Overland Samburu is OUTlawed

Overland Samburu is OUTlawed

Just as Russia’s leap into modernity created a powerful mafia, so it now appears that Kenya’s is doing the same. And for travelers this unfortunately means you can no longer travel overland north of Mt. Kenya.

I’ve found myself becoming peculiarly cautious in my golden years, so I reflect when I was a twenty-something year old gallivanting through Idi Amin’s very dangerous Uganda, or even daring to cross the Omo in the presence of desperate, armed thugs. So jungle on, you young’uns, but keep your eyes wide open.

And if you’re one of my clients, I’m afraid we’re staying clear. Of where? Of some of the finest wilderness left in Africa: Samburu and Laikipia, to be precise.

Now there’s still a very safe way to visit these places: fly in. If you fly into the reserve’s airstrip, I’m absolutely confident that you’ll be as safe as the Queen of England shopping at Harrods. But that spectacularly gorgeous drive off Mt. Kenya onto the Great Northern Frontier, or those amazing landscapes between Samburu and Laikipia seen only from the ground … it’s over. At least for the foreseeable future.

This past weekend saw one of the most spectacular, clearly well planned cattle raids ever seen in the history of Kenya. Seven people were killed and scores wounded and a thousand cattle whisked away.

It happened about 50 miles northeast of the Samburu National Park Archer’s Post gate, and about 35 miles north of the nearest lodge in Shaba National Park.

Now admittedly this particular raid is pretty far from tourist areas, but its size got me, and it’s one of a series of raids that’s been increasing in the area. Last year, for instance, there was a gun battle in broad daylight right on the bridge over the Ewaso Nyiro River at Archer’s Post.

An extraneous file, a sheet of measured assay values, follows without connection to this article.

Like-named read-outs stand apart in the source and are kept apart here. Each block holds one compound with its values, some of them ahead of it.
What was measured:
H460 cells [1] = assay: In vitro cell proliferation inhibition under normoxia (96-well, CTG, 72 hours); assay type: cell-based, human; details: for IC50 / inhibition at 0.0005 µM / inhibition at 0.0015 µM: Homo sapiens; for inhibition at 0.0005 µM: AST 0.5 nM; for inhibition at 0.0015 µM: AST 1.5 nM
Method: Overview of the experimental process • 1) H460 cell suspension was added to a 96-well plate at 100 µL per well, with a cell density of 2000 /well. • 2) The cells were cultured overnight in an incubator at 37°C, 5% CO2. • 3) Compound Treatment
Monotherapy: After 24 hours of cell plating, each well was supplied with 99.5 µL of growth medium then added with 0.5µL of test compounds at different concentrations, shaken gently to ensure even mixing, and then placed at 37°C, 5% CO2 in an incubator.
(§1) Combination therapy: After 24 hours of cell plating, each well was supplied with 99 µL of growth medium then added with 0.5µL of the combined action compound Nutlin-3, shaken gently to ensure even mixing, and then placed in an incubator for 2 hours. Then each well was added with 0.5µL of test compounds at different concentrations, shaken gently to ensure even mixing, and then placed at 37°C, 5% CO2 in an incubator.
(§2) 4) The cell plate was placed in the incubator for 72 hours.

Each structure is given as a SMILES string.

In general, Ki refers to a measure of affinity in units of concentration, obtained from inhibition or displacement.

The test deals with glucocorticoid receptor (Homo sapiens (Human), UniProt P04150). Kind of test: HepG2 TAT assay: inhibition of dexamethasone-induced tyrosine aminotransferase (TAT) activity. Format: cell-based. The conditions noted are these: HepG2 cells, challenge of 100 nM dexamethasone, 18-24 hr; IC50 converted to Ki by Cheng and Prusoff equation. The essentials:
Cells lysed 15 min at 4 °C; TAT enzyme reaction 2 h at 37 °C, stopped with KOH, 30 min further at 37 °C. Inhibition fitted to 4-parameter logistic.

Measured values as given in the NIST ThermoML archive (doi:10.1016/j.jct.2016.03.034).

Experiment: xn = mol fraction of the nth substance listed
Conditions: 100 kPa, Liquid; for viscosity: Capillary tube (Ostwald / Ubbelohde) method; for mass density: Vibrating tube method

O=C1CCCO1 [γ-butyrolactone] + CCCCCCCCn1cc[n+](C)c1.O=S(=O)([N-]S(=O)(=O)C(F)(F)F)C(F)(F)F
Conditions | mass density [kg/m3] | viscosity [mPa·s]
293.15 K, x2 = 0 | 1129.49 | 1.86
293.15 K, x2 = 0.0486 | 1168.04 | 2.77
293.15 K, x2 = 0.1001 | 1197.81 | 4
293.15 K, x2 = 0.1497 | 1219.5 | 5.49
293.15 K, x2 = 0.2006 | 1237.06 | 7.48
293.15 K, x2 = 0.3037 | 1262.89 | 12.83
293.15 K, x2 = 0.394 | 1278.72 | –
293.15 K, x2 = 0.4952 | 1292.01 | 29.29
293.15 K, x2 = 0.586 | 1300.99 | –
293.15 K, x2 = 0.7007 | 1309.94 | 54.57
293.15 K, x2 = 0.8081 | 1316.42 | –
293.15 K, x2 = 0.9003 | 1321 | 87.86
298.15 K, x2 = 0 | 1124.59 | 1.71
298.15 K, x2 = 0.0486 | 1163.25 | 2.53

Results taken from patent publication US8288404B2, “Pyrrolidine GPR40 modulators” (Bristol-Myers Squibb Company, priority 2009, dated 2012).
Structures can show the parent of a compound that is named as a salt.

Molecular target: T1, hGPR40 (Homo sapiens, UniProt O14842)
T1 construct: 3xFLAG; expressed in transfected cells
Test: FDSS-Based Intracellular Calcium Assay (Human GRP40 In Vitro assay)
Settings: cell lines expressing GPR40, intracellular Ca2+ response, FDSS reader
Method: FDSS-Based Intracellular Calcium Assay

This is the only way tourists can enter the area overland.

The weekend raid is about 20 miles from where Joy Adamson was killed by bandits more than three decades ago.

And that’s what gives me perspective. The “Northern Frontier” has always been a lawless land. It’s just too hard to patrol. I remember only 4 years ago having to charter an aircraft for a group of only 11 of us who wanted to drive all of 20 miles from Samburu to a lovely retreat in the Mathews Mountains, because bandits had been sighted on the road we were scheduled to drive.

But bandits stopping cars and taking an occasional goat are way different from what is being reported in today’s modernizing Kenya.

First of all, in order to steal 1000 head of cattle in a single raid, you’ve got to have someone who has a 1000 head of cattle to steal from. That never existed in the days of subsistence herding, where a man with 25 head was a royal chief.

Second, it’s rather hard to conceal 1000 cows. These guys had multiple trucks, using the new Chinese paved road built through the desert to whisk their booty into the markets down south.

According to the police commissioner of the area, law enforcement was outgunned. Shotguns against AK47s.

Recognizing this danger was coming, the Kenyan Government has been aggressively trying to disarm everyone in the area. But according to Member of Parliament from the area in which this giant raid occurred, Abdul Bahari (Isiolo South), “people in Samburu have not been disarmed and even if they have, we have not seen the effect as they seem to have guns during the raids.”

And playing to his constituency as I suppose he has to, a neighboring MP, Adan Keynan (Wajir West) continued during the press conference with a warning to the government.

“We’re giving them seven days, or else we’ll tell our people to protect themselves. We cannot be perpetually talking to a government that does not see, does not hear and does not sense the value of life,” said Mr Keynan.

The drought has something to do with this, of course. It makes the weak, weaker, and it makes the markets more ready to take on stolen goods.

And finally what concerns me most is that the old days’ criminals were very respectful of us tourists. Sometimes, it took a bribe, but nary a hair was mussed. I felt we were respected as distant foreigners interested in a distant land, and part of a movement that in the end everyone living in the area really gained from.

A thousand cattle is a hefty haul. You’d have to have a pretty good tourist season to reach that booty. So I just don’t want to be on that new Chinese road when these guys are in the midst of a heist.